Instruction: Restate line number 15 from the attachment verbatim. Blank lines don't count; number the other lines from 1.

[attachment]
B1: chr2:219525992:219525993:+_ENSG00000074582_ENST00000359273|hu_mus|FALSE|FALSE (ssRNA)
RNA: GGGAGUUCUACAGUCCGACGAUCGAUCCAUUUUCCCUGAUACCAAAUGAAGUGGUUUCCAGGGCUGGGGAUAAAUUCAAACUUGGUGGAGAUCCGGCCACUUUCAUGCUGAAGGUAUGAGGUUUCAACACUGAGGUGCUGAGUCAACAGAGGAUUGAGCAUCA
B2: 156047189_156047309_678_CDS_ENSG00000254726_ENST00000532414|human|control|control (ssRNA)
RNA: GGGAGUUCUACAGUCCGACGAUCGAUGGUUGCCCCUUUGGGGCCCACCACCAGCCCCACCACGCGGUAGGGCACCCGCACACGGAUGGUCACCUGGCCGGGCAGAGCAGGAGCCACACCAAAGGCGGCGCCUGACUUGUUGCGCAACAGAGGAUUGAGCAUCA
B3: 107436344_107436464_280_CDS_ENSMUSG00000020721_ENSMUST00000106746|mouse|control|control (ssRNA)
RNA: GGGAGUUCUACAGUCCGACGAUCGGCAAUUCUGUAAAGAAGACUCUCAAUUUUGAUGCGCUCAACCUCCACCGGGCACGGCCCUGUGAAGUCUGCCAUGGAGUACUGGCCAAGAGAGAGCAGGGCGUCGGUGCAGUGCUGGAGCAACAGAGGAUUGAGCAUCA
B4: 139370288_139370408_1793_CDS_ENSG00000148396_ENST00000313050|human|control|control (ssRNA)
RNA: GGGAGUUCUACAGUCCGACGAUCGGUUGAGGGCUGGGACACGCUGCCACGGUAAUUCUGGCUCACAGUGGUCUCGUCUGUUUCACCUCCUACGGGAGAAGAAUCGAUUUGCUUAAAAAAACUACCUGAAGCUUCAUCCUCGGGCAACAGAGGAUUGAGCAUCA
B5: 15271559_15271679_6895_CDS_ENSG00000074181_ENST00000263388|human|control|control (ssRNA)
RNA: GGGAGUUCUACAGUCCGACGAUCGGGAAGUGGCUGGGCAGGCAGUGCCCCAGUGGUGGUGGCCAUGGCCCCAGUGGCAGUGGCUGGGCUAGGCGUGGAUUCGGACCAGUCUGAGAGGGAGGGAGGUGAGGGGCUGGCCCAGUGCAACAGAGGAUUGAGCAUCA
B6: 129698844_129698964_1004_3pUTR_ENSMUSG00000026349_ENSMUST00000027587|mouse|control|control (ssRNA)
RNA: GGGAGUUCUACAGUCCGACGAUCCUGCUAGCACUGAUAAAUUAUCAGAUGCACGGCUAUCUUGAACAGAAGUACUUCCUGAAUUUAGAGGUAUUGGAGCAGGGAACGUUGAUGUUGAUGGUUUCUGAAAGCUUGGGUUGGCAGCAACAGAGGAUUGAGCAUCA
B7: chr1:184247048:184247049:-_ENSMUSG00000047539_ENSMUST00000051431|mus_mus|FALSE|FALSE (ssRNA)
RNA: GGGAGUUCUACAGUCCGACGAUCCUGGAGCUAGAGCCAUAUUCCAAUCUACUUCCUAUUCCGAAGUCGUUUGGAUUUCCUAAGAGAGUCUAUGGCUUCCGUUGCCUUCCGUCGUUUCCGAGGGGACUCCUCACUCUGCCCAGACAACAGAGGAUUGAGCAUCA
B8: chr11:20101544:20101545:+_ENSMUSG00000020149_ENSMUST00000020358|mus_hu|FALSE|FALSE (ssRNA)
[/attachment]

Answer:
B8: chr11:20101544:20101545:+_ENSMUSG00000020149_ENSMUST00000020358|mus_hu|FALSE|FALSE (ssRNA)